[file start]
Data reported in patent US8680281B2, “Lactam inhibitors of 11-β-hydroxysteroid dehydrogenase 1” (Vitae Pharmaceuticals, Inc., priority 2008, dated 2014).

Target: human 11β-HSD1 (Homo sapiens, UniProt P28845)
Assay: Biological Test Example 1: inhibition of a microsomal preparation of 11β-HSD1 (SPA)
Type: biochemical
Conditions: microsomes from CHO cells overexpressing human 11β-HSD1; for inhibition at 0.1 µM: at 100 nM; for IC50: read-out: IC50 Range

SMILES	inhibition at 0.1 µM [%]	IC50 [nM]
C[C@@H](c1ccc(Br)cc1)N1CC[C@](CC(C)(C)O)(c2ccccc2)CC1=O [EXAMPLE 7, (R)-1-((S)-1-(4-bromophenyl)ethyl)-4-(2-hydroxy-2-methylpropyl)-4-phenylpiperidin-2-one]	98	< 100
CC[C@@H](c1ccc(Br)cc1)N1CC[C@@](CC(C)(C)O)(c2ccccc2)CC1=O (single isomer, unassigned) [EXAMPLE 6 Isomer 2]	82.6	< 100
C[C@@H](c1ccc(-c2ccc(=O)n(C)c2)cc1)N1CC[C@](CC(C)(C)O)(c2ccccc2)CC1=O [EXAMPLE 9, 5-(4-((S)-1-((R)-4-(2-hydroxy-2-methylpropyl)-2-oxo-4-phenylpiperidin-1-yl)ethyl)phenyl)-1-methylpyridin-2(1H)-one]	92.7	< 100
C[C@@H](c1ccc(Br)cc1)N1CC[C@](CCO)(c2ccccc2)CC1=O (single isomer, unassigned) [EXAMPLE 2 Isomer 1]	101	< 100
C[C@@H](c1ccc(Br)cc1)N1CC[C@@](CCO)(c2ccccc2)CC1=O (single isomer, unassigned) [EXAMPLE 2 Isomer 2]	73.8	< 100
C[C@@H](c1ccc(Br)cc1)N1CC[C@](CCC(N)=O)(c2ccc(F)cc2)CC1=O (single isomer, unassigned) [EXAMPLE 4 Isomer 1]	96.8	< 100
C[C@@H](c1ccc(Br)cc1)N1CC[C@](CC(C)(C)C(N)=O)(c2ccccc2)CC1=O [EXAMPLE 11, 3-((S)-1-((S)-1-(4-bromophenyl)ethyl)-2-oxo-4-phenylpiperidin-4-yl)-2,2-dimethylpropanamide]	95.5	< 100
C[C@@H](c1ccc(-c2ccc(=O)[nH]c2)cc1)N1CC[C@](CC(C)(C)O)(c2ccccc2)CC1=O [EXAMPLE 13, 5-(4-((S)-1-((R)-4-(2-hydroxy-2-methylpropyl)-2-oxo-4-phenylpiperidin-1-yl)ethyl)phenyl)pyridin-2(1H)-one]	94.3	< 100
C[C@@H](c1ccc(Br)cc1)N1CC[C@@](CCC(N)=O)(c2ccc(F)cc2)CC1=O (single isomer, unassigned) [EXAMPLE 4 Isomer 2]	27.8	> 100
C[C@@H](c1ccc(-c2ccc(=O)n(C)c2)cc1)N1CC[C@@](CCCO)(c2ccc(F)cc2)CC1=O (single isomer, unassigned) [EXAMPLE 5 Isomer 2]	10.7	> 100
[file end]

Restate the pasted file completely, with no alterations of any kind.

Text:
Data reported in patent US8680281B2, “Lactam inhibitors of 11-β-hydroxysteroid dehydrogenase 1” (Vitae Pharmaceuticals, Inc., priority 2008, dated 2014).

Target: human 11β-HSD1 (Homo sapiens, UniProt P28845)
Assay: Biological Test Example 1: inhibition of a microsomal preparation of 11β-HSD1 (SPA)
Type: biochemical
Conditions: microsomes from CHO cells overexpressing human 11β-HSD1; for inhibition at 0.1 µM: at 100 nM; for IC50: read-out: IC50 Range

SMILES	inhibition at 0.1 µM [%]	IC50 [nM]
C[C@@H](c1ccc(Br)cc1)N1CC[C@](CC(C)(C)O)(c2ccccc2)CC1=O [EXAMPLE 7, (R)-1-((S)-1-(4-bromophenyl)ethyl)-4-(2-hydroxy-2-methylpropyl)-4-phenylpiperidin-2-one]	98	< 100
CC[C@@H](c1ccc(Br)cc1)N1CC[C@@](CC(C)(C)O)(c2ccccc2)CC1=O (single isomer, unassigned) [EXAMPLE 6 Isomer 2]	82.6	< 100
C[C@@H](c1ccc(-c2ccc(=O)n(C)c2)cc1)N1CC[C@](CC(C)(C)O)(c2ccccc2)CC1=O [EXAMPLE 9, 5-(4-((S)-1-((R)-4-(2-hydroxy-2-methylpropyl)-2-oxo-4-phenylpiperidin-1-yl)ethyl)phenyl)-1-methylpyridin-2(1H)-one]	92.7	< 100
C[C@@H](c1ccc(Br)cc1)N1CC[C@](CCO)(c2ccccc2)CC1=O (single isomer, unassigned) [EXAMPLE 2 Isomer 1]	101	< 100
C[C@@H](c1ccc(Br)cc1)N1CC[C@@](CCO)(c2ccccc2)CC1=O (single isomer, unassigned) [EXAMPLE 2 Isomer 2]	73.8	< 100
C[C@@H](c1ccc(Br)cc1)N1CC[C@](CCC(N)=O)(c2ccc(F)cc2)CC1=O (single isomer, unassigned) [EXAMPLE 4 Isomer 1]	96.8	< 100
C[C@@H](c1ccc(Br)cc1)N1CC[C@](CC(C)(C)C(N)=O)(c2ccccc2)CC1=O [EXAMPLE 11, 3-((S)-1-((S)-1-(4-bromophenyl)ethyl)-2-oxo-4-phenylpiperidin-4-yl)-2,2-dimethylpropanamide]	95.5	< 100
C[C@@H](c1ccc(-c2ccc(=O)[nH]c2)cc1)N1CC[C@](CC(C)(C)O)(c2ccccc2)CC1=O [EXAMPLE 13, 5-(4-((S)-1-((R)-4-(2-hydroxy-2-methylpropyl)-2-oxo-4-phenylpiperidin-1-yl)ethyl)phenyl)pyridin-2(1H)-one]	94.3	< 100
C[C@@H](c1ccc(Br)cc1)N1CC[C@@](CCC(N)=O)(c2ccc(F)cc2)CC1=O (single isomer, unassigned) [EXAMPLE 4 Isomer 2]	27.8	> 100
C[C@@H](c1ccc(-c2ccc(=O)n(C)c2)cc1)N1CC[C@@](CCCO)(c2ccc(F)cc2)CC1=O (single isomer, unassigned) [EXAMPLE 5 Isomer 2]	10.7	> 100